Volume 4, Issue 2
December 2009

What Life Might Be

Martin O'Dea

Page 2 of 6

One might ask at this juncture, ‘Why would future generations work on reviving us? Perhaps we might argue that the future generations who may be asked to work on this project, one biological generation at a time, would have the same motivation as those scientists who would undertake it now, i.e. the provisioning of their own futures. 

Indicators of future possibility

Centrally, we can look at a vast amount of supporting evidence in current understandings of our physical environments, our genetic workings, and our developments in computational capabilities to support the worth of the endeavour suggested here. The following section is a brief synopsis of some of the generally held comprehensions and capabilities;

  1. All matter is information (whether it is a flower, a human, an atom of hydrogen or a galaxy; at its base it is distinguishable from the others mentioned here by differentials in its informational code;
  2. Humans and human brains are matter and so are information/or can be represented as information;
  3. The workings of the closed system that is the human being including its neural network etc. will be understood at a future point;
  4. The computational capabilities required to generate programmes or representations (infomorphs) of the entirety of a human (or any number of humans) will exist at a future point   ---   ‘uploading’;
  5. The computational ability to create a virtual realm which would be suitable for habitation by these infomorphs will exist at a future point;
  6. Greater understanding of DNA in the future will lead to a greater understanding of the ‘hardware’ of each individual human;
  7. Imaging the activity of the human brain at greater and greater resolution attains and stores greater insight into the workings, in real time, of the human brain;
  8. Future technologists could use the increased computational abilities to infer the total state of the human (incl. Memories) from an all inclusive representation of the human which would be stored in the present; 
  9. Virtual realities that are malleable to the laws of physics are already being developed;
  10. Understanding of the genome is increasing rapidly;
  11. Understanding of the brains functions and applications to tasks are being understood more clearly;
  12. Human Memory storage is at early stages of understanding;
  13. Blue Gene [1] is currently attempting to ‘upload’ a mind’; and
  14. Mobile brain imaging devices are currently being produced.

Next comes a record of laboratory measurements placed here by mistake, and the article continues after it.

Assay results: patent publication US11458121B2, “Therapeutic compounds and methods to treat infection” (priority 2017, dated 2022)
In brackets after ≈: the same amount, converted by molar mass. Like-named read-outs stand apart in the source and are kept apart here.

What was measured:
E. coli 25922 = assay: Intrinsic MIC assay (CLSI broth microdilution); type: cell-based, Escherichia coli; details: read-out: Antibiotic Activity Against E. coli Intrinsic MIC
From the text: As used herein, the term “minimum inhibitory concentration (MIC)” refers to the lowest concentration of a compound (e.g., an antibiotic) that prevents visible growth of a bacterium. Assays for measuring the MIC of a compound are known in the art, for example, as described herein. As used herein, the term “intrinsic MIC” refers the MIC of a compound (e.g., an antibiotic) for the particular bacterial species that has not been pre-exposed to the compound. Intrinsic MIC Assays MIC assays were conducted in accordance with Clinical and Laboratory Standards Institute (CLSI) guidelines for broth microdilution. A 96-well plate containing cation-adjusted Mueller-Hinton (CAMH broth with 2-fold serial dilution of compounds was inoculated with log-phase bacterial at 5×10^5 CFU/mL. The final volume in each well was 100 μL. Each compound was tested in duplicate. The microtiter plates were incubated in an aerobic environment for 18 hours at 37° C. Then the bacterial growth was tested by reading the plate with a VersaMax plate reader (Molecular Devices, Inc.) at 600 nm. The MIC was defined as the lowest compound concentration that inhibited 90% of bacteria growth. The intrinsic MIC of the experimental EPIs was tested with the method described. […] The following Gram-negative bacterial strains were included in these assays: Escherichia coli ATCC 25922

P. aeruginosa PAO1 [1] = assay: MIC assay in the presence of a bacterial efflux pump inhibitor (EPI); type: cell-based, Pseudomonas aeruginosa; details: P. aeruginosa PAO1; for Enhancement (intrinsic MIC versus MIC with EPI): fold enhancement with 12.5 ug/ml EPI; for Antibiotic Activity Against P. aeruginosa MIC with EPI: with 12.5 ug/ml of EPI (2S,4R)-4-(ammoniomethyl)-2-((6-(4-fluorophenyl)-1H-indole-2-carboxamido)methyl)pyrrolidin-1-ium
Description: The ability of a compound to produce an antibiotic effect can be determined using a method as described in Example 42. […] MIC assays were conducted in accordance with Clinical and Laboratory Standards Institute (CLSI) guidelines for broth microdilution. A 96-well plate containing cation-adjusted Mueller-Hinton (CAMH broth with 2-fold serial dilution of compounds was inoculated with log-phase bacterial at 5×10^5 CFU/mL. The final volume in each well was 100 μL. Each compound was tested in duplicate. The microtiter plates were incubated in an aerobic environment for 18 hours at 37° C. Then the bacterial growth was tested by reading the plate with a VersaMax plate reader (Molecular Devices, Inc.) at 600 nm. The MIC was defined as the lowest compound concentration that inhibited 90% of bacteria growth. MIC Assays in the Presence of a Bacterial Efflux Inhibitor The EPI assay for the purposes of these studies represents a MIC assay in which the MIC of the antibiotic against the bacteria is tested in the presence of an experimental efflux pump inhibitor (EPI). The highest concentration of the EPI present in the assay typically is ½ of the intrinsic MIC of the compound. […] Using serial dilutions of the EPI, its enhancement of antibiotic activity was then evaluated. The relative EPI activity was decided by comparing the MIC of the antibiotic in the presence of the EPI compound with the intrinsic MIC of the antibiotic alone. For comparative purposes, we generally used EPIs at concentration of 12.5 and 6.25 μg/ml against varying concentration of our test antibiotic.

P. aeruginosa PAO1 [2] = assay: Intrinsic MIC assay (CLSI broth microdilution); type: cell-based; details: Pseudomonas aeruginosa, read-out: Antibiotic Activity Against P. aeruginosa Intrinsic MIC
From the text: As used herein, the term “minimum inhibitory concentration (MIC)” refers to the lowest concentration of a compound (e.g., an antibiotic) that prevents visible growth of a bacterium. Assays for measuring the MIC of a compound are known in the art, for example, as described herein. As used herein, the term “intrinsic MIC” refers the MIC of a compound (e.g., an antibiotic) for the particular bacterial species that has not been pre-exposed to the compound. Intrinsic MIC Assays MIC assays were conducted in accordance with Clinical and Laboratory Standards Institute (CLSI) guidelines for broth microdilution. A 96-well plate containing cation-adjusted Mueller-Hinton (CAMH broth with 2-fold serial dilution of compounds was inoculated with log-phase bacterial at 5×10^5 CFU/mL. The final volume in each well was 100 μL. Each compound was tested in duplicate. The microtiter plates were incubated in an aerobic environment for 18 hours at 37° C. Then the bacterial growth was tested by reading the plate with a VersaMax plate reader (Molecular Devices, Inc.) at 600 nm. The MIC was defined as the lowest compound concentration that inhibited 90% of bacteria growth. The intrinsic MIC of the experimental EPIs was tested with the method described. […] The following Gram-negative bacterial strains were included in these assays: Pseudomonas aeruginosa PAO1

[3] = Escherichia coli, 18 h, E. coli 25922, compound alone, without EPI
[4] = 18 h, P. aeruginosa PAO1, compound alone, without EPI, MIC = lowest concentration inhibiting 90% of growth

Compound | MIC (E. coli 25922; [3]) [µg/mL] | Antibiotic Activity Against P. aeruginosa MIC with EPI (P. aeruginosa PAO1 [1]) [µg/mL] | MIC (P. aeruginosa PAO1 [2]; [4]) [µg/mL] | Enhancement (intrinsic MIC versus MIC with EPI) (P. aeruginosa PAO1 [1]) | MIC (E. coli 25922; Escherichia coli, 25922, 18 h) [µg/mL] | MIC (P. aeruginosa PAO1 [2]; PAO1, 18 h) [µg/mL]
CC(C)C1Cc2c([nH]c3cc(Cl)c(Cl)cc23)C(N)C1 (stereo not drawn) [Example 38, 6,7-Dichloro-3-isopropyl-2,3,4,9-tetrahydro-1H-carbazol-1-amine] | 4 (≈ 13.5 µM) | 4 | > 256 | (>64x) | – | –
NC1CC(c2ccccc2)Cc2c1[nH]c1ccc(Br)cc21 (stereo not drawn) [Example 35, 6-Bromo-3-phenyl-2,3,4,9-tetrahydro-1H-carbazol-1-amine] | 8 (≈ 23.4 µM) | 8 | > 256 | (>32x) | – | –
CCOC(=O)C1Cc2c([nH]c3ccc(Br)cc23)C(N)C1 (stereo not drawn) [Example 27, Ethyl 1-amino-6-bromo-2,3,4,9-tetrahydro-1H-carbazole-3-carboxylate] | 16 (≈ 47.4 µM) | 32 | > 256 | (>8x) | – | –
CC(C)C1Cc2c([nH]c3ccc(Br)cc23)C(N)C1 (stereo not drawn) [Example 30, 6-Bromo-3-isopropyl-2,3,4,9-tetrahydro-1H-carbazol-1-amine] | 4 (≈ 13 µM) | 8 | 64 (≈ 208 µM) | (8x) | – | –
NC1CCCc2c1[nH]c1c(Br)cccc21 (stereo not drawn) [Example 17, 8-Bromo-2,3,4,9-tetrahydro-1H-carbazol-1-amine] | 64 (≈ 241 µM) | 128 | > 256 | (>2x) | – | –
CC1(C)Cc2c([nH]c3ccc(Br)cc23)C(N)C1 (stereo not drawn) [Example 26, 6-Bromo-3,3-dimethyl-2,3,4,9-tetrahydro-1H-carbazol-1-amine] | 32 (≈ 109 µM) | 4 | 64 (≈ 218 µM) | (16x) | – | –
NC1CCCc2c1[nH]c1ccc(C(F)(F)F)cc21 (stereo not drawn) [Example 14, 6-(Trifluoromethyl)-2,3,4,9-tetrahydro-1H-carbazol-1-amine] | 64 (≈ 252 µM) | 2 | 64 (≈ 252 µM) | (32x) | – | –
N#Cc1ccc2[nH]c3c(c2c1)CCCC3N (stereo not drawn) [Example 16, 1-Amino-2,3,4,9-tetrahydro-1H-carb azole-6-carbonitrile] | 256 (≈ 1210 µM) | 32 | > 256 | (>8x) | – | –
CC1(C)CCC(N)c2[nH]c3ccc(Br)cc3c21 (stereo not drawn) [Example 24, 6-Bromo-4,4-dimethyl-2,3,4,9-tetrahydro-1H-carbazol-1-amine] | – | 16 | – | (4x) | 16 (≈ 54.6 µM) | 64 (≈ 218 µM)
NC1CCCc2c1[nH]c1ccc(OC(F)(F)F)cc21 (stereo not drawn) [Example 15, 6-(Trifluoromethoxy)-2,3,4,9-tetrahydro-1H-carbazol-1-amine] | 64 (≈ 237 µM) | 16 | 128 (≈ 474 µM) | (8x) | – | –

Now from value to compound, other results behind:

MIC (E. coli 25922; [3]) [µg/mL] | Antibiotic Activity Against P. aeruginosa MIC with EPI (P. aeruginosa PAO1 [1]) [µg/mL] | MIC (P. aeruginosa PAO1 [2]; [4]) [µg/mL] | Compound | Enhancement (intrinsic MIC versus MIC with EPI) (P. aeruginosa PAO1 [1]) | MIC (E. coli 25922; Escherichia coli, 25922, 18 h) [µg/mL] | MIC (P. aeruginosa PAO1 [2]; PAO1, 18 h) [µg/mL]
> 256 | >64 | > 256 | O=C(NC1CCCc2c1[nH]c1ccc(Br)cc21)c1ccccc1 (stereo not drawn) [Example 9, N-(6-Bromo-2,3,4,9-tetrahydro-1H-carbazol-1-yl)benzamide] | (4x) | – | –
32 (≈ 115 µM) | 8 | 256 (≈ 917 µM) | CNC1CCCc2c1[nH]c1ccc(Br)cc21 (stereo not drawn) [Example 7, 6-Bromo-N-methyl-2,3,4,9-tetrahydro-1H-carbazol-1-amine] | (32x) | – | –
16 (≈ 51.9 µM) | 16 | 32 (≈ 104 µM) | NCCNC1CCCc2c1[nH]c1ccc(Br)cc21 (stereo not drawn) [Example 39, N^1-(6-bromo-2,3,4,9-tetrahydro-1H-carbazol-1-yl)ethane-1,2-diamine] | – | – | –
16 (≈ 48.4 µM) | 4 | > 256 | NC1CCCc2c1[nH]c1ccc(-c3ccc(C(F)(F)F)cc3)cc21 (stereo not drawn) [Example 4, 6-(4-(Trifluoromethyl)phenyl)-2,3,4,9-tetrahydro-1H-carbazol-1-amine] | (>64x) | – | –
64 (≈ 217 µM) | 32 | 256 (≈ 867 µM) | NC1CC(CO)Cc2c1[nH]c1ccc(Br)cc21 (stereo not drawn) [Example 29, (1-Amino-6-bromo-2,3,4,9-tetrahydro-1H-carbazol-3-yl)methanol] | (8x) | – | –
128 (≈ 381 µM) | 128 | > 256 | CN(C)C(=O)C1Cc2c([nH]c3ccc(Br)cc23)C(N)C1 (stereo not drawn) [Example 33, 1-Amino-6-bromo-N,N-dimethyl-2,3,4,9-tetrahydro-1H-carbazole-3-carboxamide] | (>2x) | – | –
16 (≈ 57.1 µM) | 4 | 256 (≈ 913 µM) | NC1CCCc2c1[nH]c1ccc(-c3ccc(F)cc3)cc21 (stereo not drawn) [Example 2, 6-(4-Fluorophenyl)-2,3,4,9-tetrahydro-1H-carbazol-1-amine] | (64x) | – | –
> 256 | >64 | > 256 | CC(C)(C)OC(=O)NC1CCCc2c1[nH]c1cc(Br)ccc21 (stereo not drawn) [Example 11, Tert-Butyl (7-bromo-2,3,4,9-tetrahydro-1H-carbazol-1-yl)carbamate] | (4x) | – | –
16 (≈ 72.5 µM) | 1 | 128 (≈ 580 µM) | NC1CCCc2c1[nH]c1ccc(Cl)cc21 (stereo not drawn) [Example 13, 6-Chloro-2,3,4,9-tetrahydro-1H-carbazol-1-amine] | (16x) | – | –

Of course, the vast encyclopaedic information of our person’s ‘hardware’ that is our DNA is conveniently accessed and stored, and may ultimately give us the ability to revive those who are already deceased – though perhaps in the manner of an injury sufferer with total retrograde amnesia – without any memories, but with the ability to create new memories beyond the point of revitalisation. One feels that we


August 30, 2009 4:52PM EST

are at the very beginning of our knowledge of DNA and when we consign such a vast amount of it as ‘junk’ DNA we may find, as a speculative example, that in fact this is information or potential functions that have been switched off during our evolution as part of the competitive aspect of mutations and selection, and that indeed this junk DNA may prove related to our ancestral past from the beginnings of RNA [2] and carbon based-life forms. In any event, we have vast amounts to learn about our genetic make-up before we could justifiably attempt to recreate someone safe in the knowledge that this action could have unforeseen negative effects.

The Credibility of a virtual environment of the future

Perhaps we could look at an article entitled “Innovation: Physics brings realism to virtual reality” by Colin Barras [3] in New Scientists in which there is an outline of some of the current advances in the design of virtual developments and their increasing likeness with the physical world around us. This outlines an example of a virtual environment where they can ‘shoot rays’ of light in a manner comparable to our physical realm as well as, bizarrely, highlighting virtual knitting in the following words:

”Knitting garments like socks and scarves from virtual wool modeled on real-world yarn gives results that stretch and deform realistically no matter how close up the view. The results could also be used with a haptic interface to provide the feel of fabric.

To add further realism, the team now plans to simulate the fuzz on the surface of each piece of yarn that adds friction between threads” (Barras 2009).

Next Page


[1] Blue Gene - an IBM Research project dedicated to exploring the frontiers in supercomputing: in computer architecture, in the software required to program and control massively parallel systems, and in the use of computation to advance our understanding of important biological processes such as protein folding.

[2]RNAn. Ribonucleic acid; a polymeric constituent of all living cells and many viruses, consisting of a long, usually single-stranded chain of alternating phosphate and ribose units with the bases adenine, guanine, cytosine, and uracil bonded to the ribose. The structure and base sequence of RNA are determinants of protein synthesis and the transmission of genetic information.
The American Heritage Stedman’s Medical dic·tion·ar·y, Second Edition . Boston, New York: Houghton Mifflin Company, 2004: 719.

[3]Barras, Colin - ‘Innovation: Physics brings realism to virtual reality’ New Scientist, (2009)



1 2 3 4 5 6 next page>